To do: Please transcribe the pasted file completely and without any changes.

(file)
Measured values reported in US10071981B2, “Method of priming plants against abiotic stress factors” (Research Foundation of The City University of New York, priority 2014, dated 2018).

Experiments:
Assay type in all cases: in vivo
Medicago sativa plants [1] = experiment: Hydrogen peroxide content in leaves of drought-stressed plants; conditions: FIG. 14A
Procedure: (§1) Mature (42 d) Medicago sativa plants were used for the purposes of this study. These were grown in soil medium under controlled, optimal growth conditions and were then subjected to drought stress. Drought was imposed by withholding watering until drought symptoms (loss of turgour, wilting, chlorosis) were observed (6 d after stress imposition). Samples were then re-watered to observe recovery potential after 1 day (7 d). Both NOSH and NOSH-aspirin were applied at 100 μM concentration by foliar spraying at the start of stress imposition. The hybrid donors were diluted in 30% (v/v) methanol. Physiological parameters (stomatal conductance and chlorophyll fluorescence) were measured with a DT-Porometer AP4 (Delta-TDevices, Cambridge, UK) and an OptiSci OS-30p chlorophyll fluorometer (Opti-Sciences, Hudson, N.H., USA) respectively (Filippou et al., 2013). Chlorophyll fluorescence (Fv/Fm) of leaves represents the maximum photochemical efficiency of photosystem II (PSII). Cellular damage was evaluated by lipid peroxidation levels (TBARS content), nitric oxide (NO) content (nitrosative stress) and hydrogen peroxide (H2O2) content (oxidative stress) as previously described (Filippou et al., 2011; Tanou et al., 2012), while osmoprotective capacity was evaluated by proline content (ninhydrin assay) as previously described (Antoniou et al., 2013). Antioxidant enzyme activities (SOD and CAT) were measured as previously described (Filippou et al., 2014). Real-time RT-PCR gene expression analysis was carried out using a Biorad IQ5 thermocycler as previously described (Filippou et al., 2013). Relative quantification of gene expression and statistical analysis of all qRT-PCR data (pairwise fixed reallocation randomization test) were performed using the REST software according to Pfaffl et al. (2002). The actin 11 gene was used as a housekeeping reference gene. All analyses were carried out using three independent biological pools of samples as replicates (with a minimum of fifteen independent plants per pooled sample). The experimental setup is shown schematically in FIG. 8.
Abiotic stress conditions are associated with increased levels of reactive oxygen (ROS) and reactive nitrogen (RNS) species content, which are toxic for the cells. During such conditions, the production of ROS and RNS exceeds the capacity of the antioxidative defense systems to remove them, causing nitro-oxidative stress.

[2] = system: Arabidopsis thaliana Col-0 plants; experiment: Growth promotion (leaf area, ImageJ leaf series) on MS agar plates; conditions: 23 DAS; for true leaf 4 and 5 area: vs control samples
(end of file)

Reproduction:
Measured values reported in US10071981B2, “Method of priming plants against abiotic stress factors” (Research Foundation of The City University of New York, priority 2014, dated 2018).

Experiments:
Assay type in all cases: in vivo
Medicago sativa plants [1] = experiment: Hydrogen peroxide content in leaves of drought-stressed plants; conditions: FIG. 14A
Procedure: (§1) Mature (42 d) Medicago sativa plants were used for the purposes of this study. These were grown in soil medium under controlled, optimal growth conditions and were then subjected to drought stress. Drought was imposed by withholding watering until drought symptoms (loss of turgour, wilting, chlorosis) were observed (6 d after stress imposition). Samples were then re-watered to observe recovery potential after 1 day (7 d). Both NOSH and NOSH-aspirin were applied at 100 μM concentration by foliar spraying at the start of stress imposition. The hybrid donors were diluted in 30% (v/v) methanol. Physiological parameters (stomatal conductance and chlorophyll fluorescence) were measured with a DT-Porometer AP4 (Delta-TDevices, Cambridge, UK) and an OptiSci OS-30p chlorophyll fluorometer (Opti-Sciences, Hudson, N.H., USA) respectively (Filippou et al., 2013). Chlorophyll fluorescence (Fv/Fm) of leaves represents the maximum photochemical efficiency of photosystem II (PSII). Cellular damage was evaluated by lipid peroxidation levels (TBARS content), nitric oxide (NO) content (nitrosative stress) and hydrogen peroxide (H2O2) content (oxidative stress) as previously described (Filippou et al., 2011; Tanou et al., 2012), while osmoprotective capacity was evaluated by proline content (ninhydrin assay) as previously described (Antoniou et al., 2013). Antioxidant enzyme activities (SOD and CAT) were measured as previously described (Filippou et al., 2014). Real-time RT-PCR gene expression analysis was carried out using a Biorad IQ5 thermocycler as previously described (Filippou et al., 2013). Relative quantification of gene expression and statistical analysis of all qRT-PCR data (pairwise fixed reallocation randomization test) were performed using the REST software according to Pfaffl et al. (2002). The actin 11 gene was used as a housekeeping reference gene. All analyses were carried out using three independent biological pools of samples as replicates (with a minimum of fifteen independent plants per pooled sample). The experimental setup is shown schematically in FIG. 8.
Abiotic stress conditions are associated with increased levels of reactive oxygen (ROS) and reactive nitrogen (RNS) species content, which are toxic for the cells. During such conditions, the production of ROS and RNS exceeds the capacity of the antioxidative defense systems to remove them, causing nitro-oxidative stress.

[2] = system: Arabidopsis thaliana Col-0 plants; experiment: Growth promotion (leaf area, ImageJ leaf series) on MS agar plates; conditions: 23 DAS; for true leaf 4 and 5 area: vs control samples